The seeds for City of Sorrows were sown long before it grew into the complex novel it is today. When you take a shy young girl and make her feel like a lesser human being—for whatever reason—a story is formed. When that shy girl takes refuge in books, a reader is made. And when that reader turns to journaling, a writer is born.
If as a child Susan Lostocco Nadathur had not been bullied, picked on and humiliated, she would not have developed the keen sense of empathy she has for people who are marginalized. Without that compassion, she would not have been profoundly affected by a racist remark targeted at her Indian friend in Spain who was confused for a Gypsy.
“Gypsies and Moors are not served here,” a Spaniard said before refusing Susan’s friend a cup of coffee. That one statement, spat out decades ago in a bar in Seville, became the catalyst for a story of love and loss in the vibrant world of Gypsy Spain—a world Susan would never have penetrated if she had not felt the sting of isolation, humiliation, and rejection that gave her the unique, unspoken connection to this group of persecuted people.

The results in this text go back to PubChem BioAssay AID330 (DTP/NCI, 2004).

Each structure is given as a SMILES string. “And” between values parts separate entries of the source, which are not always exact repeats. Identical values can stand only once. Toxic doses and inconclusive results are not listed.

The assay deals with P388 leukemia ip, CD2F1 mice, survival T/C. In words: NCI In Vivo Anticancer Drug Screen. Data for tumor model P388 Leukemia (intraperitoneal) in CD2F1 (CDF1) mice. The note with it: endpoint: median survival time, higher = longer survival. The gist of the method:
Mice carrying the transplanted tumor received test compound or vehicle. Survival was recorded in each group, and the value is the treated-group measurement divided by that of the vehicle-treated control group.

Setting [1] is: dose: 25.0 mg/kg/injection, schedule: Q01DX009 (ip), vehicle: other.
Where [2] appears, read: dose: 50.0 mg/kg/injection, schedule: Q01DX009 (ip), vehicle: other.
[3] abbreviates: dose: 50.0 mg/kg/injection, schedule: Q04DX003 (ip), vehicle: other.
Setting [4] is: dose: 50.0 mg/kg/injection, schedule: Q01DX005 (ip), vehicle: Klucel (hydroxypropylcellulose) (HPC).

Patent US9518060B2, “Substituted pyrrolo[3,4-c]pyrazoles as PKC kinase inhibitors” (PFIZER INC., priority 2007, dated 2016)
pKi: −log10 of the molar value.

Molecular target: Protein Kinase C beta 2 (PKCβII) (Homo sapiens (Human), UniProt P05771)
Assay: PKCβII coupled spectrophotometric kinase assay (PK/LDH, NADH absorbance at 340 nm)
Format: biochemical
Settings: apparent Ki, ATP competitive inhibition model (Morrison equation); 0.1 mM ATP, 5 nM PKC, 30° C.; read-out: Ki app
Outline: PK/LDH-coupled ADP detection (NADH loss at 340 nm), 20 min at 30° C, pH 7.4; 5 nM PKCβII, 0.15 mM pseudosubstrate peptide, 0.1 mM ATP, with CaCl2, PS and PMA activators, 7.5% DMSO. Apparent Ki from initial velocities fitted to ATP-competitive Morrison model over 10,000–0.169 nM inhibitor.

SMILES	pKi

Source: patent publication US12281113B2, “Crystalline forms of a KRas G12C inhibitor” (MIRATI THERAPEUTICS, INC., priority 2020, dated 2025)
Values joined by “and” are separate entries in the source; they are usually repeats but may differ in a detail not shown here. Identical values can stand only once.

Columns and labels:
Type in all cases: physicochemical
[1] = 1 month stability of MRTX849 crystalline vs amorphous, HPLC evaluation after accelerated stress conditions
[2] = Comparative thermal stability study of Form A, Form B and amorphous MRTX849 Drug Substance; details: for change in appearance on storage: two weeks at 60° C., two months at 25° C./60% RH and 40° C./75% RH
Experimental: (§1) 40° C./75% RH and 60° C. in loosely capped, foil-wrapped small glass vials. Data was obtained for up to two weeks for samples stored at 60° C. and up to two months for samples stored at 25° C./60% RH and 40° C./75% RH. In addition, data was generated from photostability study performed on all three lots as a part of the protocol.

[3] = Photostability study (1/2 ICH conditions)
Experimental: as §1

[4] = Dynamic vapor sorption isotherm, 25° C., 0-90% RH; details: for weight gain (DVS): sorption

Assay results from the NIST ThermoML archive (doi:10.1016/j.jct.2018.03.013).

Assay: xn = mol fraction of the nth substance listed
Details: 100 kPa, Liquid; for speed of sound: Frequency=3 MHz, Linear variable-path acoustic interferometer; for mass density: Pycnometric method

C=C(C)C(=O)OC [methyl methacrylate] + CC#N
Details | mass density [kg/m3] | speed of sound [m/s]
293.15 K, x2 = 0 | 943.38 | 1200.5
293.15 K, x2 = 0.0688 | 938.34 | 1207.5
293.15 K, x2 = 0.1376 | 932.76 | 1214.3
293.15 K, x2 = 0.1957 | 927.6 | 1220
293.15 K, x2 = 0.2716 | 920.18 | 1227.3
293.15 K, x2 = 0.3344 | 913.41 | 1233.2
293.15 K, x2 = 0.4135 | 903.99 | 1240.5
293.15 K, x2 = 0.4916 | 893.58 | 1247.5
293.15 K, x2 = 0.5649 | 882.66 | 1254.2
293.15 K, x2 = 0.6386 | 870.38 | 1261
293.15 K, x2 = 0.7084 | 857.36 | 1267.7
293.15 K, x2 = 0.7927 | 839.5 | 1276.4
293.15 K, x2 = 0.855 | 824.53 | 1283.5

Who would have thought that a painfully shy girl from Wethersfield, Connecticut, would find her place in the world, and her voice, through a young man from India who was mistaken for a Gypsy in Spain? God’s ways are as mysterious as they are marvelous.
Can you relate to Susan’s story? If so, share your story here.
God never ceases to create miracles in the lives of those who love Him..